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Madison County Ambulance employee honored for service

Madison County Ambulance District’s Chief Medical Officer Darick Day has been nominated to receive national recognition for his contributions to the ambulance service’s operations. Day is nominated in the Stars of Life Program through the American Ambulance Association, and will travel to Washington, D.C. in June alongside Madison County Ambulance District Director Robbie Buesking.

As Chief Medical Officer, Day is responsible for overseeing the ambulance district’s medical program. He writes the treatment protocol, decides what medications will be carried and what equipment will be employed. He also reviews the documentation following each ambulance call to ensure compliance manages maintenance for the district’s vehicles. He works under the district’s Medical Director, Dr. Shayne Keddy, D.O. as well as Buesking.

Day has been with the Madison County Ambulance District since 2013, and in that time has assisted in making the ambulance district one of the more cutting-edge ambulance services in Missouri, starting with the certifications held by Madison County EMTs.

“When I started here, we had two trucks,” Day said. “We had one paramedic on the truck with an EMT partner and then the other truck was just two EMTs. So we kind of started with a very basic medical program. And we’ve come now to where we have critical care paramedics, which are even higher than the standard paramedic.”

Day said the lowest level of certification ambulance personnel can hold is referred to as EMT-Basic, which allows the EMT to only perform basic stabilization before arriving at a hospital. Day and Justin Duncan of the Washington County Ambulance District have been providing regional training for area first responders to receive higher certifications, allowing them to provide better care for patients in transit to the hospital.

“We teach a critical-care paramedic program,” Day said. “That’s basically for any flight paramedic, any critical-care transport unit, they have to have this certification. So it’s an extra certification above a standard paramedic certification. Our next step, and the board just approved this a couple months ago—we’re going to start paying for each of our employees to go through and receive that training. So ideally in the next couple of years, every paramedic we have will be a critical-care paramedic, which is the highest certification they can attain in the field.”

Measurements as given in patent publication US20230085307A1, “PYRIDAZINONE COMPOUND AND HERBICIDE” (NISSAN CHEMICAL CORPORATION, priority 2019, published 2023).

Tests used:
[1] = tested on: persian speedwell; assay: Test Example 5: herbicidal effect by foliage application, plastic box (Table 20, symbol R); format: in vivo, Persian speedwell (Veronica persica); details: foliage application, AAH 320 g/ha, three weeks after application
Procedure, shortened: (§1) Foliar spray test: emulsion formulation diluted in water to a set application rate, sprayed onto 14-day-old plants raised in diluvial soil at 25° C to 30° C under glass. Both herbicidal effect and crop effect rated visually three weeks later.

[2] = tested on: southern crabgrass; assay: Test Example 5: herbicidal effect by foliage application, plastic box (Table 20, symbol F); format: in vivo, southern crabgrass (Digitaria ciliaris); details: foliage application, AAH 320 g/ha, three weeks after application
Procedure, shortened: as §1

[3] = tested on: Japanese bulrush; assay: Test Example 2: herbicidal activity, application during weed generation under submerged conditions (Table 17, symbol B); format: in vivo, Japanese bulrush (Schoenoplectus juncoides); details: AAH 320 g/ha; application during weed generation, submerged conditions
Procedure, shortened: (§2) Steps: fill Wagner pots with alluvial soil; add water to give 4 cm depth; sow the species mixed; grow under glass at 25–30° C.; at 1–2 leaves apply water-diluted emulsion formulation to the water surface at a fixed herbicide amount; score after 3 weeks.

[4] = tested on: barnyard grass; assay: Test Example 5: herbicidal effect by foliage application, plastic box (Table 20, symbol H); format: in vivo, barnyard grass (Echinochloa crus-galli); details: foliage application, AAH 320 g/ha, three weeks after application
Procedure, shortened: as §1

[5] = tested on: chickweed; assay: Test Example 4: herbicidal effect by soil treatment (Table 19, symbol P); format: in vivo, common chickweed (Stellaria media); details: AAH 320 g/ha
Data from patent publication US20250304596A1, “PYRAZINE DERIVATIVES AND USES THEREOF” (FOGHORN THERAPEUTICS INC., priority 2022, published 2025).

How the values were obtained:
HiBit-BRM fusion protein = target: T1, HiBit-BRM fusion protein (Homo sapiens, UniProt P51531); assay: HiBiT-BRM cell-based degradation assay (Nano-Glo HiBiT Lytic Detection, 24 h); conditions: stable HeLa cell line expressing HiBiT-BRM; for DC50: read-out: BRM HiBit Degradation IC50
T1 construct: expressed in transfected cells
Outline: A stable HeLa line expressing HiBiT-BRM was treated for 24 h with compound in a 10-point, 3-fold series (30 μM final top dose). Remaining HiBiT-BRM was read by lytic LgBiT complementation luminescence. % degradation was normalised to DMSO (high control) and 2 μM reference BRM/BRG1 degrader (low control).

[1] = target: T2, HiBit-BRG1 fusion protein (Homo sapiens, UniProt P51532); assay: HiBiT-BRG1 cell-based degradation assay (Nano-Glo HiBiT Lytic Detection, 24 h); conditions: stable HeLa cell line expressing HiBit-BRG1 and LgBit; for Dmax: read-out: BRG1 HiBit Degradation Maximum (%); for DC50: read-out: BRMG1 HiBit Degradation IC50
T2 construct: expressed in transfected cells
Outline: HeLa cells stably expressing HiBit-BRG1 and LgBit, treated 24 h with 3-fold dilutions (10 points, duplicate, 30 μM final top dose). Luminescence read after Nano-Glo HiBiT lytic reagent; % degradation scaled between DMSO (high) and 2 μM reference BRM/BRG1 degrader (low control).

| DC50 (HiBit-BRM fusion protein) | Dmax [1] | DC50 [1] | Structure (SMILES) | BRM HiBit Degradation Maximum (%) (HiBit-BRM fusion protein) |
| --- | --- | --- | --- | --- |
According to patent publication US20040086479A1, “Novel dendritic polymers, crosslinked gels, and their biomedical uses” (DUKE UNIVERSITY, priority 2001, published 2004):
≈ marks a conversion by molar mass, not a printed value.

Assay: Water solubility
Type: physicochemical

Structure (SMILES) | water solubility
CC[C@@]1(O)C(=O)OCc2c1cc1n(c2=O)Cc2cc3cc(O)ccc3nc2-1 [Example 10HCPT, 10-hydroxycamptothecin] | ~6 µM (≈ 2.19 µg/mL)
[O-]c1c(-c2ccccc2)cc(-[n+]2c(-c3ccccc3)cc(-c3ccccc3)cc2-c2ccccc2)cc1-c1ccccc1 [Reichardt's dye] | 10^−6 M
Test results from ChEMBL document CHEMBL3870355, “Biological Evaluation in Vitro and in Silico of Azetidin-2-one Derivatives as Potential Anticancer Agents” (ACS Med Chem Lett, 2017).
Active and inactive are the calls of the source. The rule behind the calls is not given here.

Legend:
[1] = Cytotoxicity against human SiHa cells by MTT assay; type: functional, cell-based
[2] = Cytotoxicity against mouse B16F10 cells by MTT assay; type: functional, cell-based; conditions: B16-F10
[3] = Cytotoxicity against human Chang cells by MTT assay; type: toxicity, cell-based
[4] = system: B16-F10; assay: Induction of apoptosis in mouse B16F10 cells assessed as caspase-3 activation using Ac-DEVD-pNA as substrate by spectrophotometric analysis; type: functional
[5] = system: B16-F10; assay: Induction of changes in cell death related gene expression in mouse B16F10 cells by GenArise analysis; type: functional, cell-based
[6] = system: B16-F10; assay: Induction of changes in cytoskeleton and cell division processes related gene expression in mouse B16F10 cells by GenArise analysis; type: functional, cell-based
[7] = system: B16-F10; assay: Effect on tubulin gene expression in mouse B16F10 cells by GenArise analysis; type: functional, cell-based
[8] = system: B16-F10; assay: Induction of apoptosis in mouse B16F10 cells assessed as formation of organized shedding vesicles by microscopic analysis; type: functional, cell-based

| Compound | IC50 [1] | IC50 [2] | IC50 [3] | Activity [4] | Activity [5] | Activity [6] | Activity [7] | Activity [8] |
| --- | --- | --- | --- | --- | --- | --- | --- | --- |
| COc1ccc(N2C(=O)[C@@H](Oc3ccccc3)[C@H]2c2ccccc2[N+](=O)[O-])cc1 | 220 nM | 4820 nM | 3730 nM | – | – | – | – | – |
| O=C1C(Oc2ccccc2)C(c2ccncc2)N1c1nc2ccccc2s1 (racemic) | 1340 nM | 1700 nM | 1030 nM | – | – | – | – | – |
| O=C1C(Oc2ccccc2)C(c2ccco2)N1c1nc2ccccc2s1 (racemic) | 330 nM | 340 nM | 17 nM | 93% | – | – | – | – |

In addition to higher levels of training for personnel, Day has also made it a priority to employ new technology and equipment in the ambulance, some of which is rare in Missouri.

“We carry ICU-level ventilators, and we’re one of the first districts in the state to do non-invasive ventilation therapy in the field, which is a huge paradigm shift in pre-hospital treatment for respiratory distress patients,” Day said. “We’ve always missed that element of treatment, so it’s always been very difficult for us to manage them pre-hospital to hospital because that’s the definitive treatment they need. And technology has finally caught up with us.”

Day said the changes to the district are just the first in a series of improvements he would like to see.

“It’s all part of a tiered system that I set up,” Day said. And over the next couple years, there’s a few other things that I’d like to be one of the first in the state to do. Like pre-hospital ultrasound, early administration of antibiotics, sepsis screening, lactic acid monitoring. Stuff like that, it’s all cutting-edge medicine. And for a town that doesn’t have a 24-hour Wal-Mart, I feel like we’re doing pretty good.”

Robbie Buesking, the ambulance district’s director, said the award is meant to shine a light on the members of ambulance services that do a particularly outstanding job.

“The award is designed to recognize people inside your service who go above and beyond the call of duty in their job description,” Buesking said. “Darick’s a real asset here, and it was actually suggested to me by the administrator at St. Francois County (Ambulance District), David Tetrault that we nominate him.”

Day and Buesking were also awarded a scholarship to attend the award ceremony in Washington D.C., completely paying the way for the two to make the trip at no cost to themselves or taxpayers.

Buesking said that all of Day’s efforts to improve the district and the region have made him an indispensable part of the team and a worthy recipient of the Stars of Life honor.

“We’re very excited here that he was accepted and he did receive the award and it’s nice to recognize him for the asset he’s been to the district for the last couple years,” Buesking said. “I’m looking forward to going out to D.C. with him and watching him accept this award.”

Madison County Ambulance District Chief Medical Officer Darick Day will be honored in June at a ceremony in Washington D.C., alongside other standout members of ambulance services across the nation.

Madison County Ambulance District Chief Medical Officer Darick Day will be honored in June at a ceremony in Washington D.C., alongside other standout members of ambulance services across the nation.

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